Radiotherapy is the use of controlled, high-energy radiation, usually X-rays, to destroy cancerous tumours. The treatment doesn't make you radioactive and it's perfectly safe to be with others during the course of your treatment.
If you have been diagnosed with cancer in your rectum, radiotherapy may be offered to you as a treatment option. It is usually given at the same time as chemotherapy, as this makes the cancer cells more sensitive to the radiation. Chemotherapy and radiotherapy together is known as 'chemo-radiation'. Radiotherapy is not usually used to treat cancer in the colon.
Chemo-radiotherapy is an effective alternative to surgery for anal cancer. Please see our 'Anal Cancer' factsheet for further information.
How is radiotherapy given?
Radiotherapy can be given in two ways:
External radiotherapy is delivered from outside of the body by a machine and only takes a few minutes. The intention is to reduce the side-effects to healthy tissue of giving all the radiation in one go. During each treatment session, a 'fraction' of radiation is given, which will equal the full dose by the end of the course.
Internal radiotherapy involves positioning radioactive sources inside or near to the tumour. The main advantage of this treatment is that it can deliver a high dose of radiation directly to the cancer while limiting damage to surrounding tissues and organs. This treatment, also known as brachytherapy or contact radiotherapy, is not currently available at all cancer centres, and you may have to travel to a specialist centre.
The Papillon technique is an example of contact radiotherapy for rectal cancer. It is performed at Clatterbridge in Liverpool and Castle Hill in Hull, and St Luke’s in Guildford is expected to offer this treatment soon. It may be used where appropriate as an alternative to surgery on tumours which are fairly low in the rectum, less than 3 cm diameter and where the cancer is at an early stage (T1 or T2). Some patients who are not medically fit for other treatment may benefit from this technique, although not all rectal cancers respond. The radiotherapy is delivered through an applicator into the rectum and placed directly over the tumour.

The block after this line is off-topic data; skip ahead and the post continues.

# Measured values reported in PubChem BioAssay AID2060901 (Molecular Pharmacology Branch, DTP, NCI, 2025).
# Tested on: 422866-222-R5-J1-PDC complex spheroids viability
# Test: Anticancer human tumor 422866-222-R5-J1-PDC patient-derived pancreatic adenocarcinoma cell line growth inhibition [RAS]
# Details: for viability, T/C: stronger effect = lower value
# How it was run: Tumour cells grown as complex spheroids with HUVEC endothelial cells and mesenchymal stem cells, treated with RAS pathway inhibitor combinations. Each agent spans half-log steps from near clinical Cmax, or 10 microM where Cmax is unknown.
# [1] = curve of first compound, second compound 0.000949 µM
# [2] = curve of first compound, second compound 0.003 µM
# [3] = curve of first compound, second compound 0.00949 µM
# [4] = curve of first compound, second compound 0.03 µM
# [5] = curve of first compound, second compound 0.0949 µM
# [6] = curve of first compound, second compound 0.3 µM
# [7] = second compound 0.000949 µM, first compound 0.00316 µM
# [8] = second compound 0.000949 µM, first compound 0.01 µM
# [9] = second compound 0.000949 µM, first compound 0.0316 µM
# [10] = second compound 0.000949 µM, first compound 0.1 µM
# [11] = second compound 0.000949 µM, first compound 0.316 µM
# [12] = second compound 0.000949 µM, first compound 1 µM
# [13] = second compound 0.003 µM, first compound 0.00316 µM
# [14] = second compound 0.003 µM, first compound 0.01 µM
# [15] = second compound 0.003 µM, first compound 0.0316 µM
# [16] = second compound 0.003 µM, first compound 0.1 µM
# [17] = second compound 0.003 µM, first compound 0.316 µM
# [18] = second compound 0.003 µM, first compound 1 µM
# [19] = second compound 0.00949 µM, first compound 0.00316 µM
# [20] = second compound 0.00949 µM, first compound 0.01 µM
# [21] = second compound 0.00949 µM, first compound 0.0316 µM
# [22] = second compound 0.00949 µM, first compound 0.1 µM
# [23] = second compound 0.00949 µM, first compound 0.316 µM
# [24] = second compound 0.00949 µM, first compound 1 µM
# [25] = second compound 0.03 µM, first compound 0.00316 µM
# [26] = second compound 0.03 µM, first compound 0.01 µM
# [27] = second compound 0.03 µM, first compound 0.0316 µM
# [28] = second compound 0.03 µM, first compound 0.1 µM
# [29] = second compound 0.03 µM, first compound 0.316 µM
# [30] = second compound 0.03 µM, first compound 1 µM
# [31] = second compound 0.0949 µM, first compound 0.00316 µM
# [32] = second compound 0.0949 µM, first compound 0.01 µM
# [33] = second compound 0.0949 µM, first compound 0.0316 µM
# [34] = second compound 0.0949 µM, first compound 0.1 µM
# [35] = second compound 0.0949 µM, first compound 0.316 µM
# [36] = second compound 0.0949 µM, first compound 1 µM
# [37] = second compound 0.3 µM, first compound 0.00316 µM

Radiotherapy can be used at several different stages of treatment:
Radiotherapy can be given before surgery (also known as neo-adjuvant radiotherapy) to:
- shrink the tumour in order to make it easier to remove
- reduce the risk of the cancer coming back ('recurrence') after your surgery.
If you are prescribed external radiotherapy, the treatment could either be a short course (eg five treatments over a period of five days) or a long course (eg five treatments a week, for five or six weeks). The length of the treatment will depend on the size of your tumour.
If prescribed internal radiotherapy, this treatment usually takes one or two sessions.
Whether you have external or internal radiotherapy, there will be a period of time between the radiotherapy treatment ending and your planned date for surgery. This delay is intentional, as the radiotherapy continues to shrink the tumour for several weeks after the end of treatment.
If you have not had radiotherapy before your surgery, you may be advised to have external radiotherapy in conjunction with chemotherapy after surgery (also known as 'adjuvant radiotherapy'):
- to destroy any cancer cells that may be left behind
- if the tumour was difficult to remove
- if your cancer has grown through the wall of the rectum or spread to nearby lymph nodes.
The course of treatment may vary from five to seven weeks, five days a week.
Lower doses of radiotherapy, over a shorter period of time, can also be given if surgery is not an option to:
- relieve symptoms
- slow the spread of the cancer.
If your clinical oncologist believes you will benefit from radiotherapy, they will discuss the proposed treatment plan with you. Ask your doctor about what they are recommending for you, how the radiotherapy will be given and the choices you have.
Specialist radiotherapy techniques
Radiotherapy and other similar technologies can also be used in novel ways to treat metastases that may have developed in other parts of the body eg the liver, brain or lung. These very special techniques can only be carried out in a few specialist centres around the UK, but they may offer individual patients a viable alternative to surgery, if the tumours cannot be removed safely by surgery. There are a number of ways these new techniques are used, and you may hear them referred to as IMRT (Cyberknife) and RFA (Radiofrequency Ablation).
Side-effects of radiotherapy
The side-effects of radiotherapy will vary depending on length and intensity of treatment you have. It will affect the bowel and other local tissue, including your skin and other tissue close to the tumour. This can cause temporary pain, discomfort, and change your bowel habit. Your radiology team will be able to advise you on how to minimise and cope with any problems or side-effects associated with your treatment.
Please read here about the possible long term side-effects and how to manage them.
Last reviewed 15/5//14